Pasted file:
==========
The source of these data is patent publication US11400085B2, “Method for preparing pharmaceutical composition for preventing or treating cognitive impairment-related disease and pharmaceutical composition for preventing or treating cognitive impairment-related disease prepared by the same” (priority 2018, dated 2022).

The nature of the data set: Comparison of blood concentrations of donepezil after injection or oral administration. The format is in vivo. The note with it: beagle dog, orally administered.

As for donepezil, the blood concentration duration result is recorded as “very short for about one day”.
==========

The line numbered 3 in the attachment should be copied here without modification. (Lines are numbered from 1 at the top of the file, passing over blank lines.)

As for donepezil, the blood concentration duration result is recorded as “very short for about one day”.